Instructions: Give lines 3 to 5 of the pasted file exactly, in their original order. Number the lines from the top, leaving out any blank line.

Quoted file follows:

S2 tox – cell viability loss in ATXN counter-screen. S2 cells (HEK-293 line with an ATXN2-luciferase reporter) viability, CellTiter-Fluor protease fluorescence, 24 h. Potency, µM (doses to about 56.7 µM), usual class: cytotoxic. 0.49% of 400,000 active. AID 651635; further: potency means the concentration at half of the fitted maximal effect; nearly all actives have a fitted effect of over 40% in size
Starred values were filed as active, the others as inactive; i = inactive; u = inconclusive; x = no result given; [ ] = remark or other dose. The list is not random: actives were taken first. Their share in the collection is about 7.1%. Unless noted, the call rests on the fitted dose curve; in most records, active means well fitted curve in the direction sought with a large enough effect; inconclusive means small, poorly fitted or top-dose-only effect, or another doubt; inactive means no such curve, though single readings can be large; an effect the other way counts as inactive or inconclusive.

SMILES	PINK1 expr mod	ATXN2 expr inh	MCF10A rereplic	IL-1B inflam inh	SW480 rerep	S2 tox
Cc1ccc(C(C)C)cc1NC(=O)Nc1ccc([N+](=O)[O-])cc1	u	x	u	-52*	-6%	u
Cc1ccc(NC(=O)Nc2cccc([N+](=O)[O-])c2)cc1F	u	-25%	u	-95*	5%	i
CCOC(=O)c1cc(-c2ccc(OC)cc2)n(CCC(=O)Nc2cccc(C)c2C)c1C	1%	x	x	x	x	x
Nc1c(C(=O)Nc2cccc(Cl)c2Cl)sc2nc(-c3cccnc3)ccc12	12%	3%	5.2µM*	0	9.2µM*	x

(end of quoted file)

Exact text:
SMILES	PINK1 expr mod	ATXN2 expr inh	MCF10A rereplic	IL-1B inflam inh	SW480 rerep	S2 tox
Cc1ccc(C(C)C)cc1NC(=O)Nc1ccc([N+](=O)[O-])cc1	u	x	u	-52*	-6%	u
Cc1ccc(NC(=O)Nc2cccc([N+](=O)[O-])c2)cc1F	u	-25%	u	-95*	5%	i